In my previous blog post Understanding the Stack I mentioned that “RealWorld tokens disappear” in the generated code. This is not entirely accurate. Simon Marlow gives a very brief explanation of this on the old glasgow-haskell-users mailing list. In this blog post we will explore this in more depth and hopefully come to a better understanding of the RealWorld, though perhaps not of the real world.

In order to make some points a bit easier to illustrate, we will be using a 32-bit version of ghc; and since there are no 32-bit builds of ghc for OSX later than version 7.4.2, that’s what we’ll use for most of this blog post.

Warmup exercise


This compiles to the following C-- code:

On x86 architectures all Haskell function arguments are passed through the stack (on x86-64 the first few arguments are passed through registers). That means that on entry to constant_Int# the top of the stack contains the () argument, which we discard and pop off the stack by incrementing the stack pointer Sp. (I will explain why I am introducing this unused argument towards the end of this blog post.)

Since 1234# is already in weak head normal form we simply call the continuation on the top of the stack with #1234 as the first argument. If you followed along in the previous blog post this will all be old hat to you.

Heap allocation

What happens if we use a boxed integer instead?

If we compare the STG code for constant_Int# and constant_Int we see that the only difference is indeed that constant_Int must box its argument:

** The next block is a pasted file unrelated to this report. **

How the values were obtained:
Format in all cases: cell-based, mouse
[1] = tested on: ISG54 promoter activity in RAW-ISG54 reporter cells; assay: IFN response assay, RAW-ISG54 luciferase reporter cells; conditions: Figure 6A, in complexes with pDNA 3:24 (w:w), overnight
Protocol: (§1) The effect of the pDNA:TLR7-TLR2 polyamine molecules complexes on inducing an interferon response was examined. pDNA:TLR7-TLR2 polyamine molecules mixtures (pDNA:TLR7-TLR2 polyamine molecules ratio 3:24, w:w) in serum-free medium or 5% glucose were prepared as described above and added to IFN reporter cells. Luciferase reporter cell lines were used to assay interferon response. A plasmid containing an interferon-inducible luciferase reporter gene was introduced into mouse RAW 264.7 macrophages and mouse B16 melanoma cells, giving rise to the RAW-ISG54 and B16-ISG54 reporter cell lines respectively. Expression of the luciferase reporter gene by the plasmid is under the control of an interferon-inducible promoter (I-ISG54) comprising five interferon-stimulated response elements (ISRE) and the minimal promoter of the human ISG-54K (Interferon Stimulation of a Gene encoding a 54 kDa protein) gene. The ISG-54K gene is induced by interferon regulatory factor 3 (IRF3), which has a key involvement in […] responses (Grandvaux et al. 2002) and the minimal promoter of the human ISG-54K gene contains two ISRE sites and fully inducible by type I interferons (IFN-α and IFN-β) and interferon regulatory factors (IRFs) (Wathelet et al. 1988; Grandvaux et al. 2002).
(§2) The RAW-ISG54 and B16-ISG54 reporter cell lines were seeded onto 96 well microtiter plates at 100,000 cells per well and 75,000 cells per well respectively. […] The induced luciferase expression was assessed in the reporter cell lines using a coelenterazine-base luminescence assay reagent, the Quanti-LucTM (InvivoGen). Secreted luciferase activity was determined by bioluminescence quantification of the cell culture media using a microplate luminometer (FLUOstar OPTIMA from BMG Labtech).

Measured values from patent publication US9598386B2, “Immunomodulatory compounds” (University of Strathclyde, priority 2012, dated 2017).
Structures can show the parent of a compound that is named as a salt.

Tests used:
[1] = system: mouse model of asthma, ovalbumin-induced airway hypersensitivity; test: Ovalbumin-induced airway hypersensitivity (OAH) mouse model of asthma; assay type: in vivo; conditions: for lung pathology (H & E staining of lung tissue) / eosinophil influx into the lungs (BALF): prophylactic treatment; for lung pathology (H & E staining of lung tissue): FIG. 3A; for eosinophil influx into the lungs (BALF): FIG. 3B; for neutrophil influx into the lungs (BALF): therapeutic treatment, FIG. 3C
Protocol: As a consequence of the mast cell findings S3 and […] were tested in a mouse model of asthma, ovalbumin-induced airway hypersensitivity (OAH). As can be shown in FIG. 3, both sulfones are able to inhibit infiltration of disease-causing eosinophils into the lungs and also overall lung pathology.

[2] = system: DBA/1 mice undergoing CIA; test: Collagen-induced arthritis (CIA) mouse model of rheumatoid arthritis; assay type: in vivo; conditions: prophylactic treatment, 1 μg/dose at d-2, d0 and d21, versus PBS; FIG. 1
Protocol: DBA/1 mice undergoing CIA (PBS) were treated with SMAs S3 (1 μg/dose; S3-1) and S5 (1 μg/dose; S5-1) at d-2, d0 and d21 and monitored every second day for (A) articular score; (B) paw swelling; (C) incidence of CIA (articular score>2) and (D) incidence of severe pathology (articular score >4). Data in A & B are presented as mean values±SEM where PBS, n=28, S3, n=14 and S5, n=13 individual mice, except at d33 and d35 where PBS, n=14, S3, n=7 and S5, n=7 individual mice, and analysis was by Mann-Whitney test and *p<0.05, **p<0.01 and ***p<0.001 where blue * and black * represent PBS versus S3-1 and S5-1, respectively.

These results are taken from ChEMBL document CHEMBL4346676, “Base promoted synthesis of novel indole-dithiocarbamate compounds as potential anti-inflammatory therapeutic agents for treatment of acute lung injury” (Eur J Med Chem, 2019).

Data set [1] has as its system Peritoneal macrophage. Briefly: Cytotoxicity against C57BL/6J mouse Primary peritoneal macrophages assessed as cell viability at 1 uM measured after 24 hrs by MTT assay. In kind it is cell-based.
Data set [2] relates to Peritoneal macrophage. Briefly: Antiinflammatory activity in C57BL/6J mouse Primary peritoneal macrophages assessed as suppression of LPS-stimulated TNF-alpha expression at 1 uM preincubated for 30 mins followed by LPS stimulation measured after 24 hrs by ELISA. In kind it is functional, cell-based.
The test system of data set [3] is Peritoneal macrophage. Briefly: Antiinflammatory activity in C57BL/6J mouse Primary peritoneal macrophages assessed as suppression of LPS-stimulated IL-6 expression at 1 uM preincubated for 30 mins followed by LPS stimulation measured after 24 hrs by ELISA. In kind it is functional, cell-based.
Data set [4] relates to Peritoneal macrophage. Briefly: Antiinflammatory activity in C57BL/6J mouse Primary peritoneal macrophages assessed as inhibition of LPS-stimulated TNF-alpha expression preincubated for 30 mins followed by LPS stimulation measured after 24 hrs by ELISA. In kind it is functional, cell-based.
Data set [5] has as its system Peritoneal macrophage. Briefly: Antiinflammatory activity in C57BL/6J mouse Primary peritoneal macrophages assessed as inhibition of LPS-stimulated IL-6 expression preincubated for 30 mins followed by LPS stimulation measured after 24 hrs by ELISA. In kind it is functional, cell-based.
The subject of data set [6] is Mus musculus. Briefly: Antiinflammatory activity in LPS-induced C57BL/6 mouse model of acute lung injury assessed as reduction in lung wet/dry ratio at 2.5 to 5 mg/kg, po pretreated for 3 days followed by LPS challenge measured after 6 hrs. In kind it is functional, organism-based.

This means however that we must create a heap object, and hence the C-- is significantly more complicated:

The function starts with a heap overflow check. This works in much the same way as the stack overflow check that we discussed previously, so we will ignore it for the sake of this blog post, and omit heap and stack overflow checks from further code samples.

The interesting code happens after we conclude that the heap is okay. Every heap object consists of a code pointer followed by a payload. In this case, the code pointer is the one for the I# constructor, and the payload is 1234.

Since I# 1234 is already in weak head normal form, we don’t need to evaluate it any further, and we can call the continuation on the stack with the address of the heap object we just constructed as its argument. Incidentally, if you are confused by the Hp - 3, think of it as Hp - 4 + 1 instead; Hp - 4 is the address of the code pointer (the start of the heap object); the + 1 is pointer tagging at work again.

(Incidentally, ghc will “preallocate” small integers, so that when you write, say, 1 instead of 1234 it doesn’t actually create a new heap object but gives you a reference to a cached Int instead.)

Larger types

What happens if we move from Int to Double?

The C-- code for constant_Double is

F64[BaseReg + 56] = 1234.0 :: W64;
Sp = Sp + 4;
jump (I32[Sp + 0]) ();

Since a Double is 64-bits it cannot be passed through the 32-bit register R1/esi. On 32-bit machines ghc passes Double values through a “virtual register”. Virtual registers are just memory locations; BaseReg (ebx on x86) is the address of the first of them. (On x86-64 architectures ghc will use the SSE registers for Doubles.)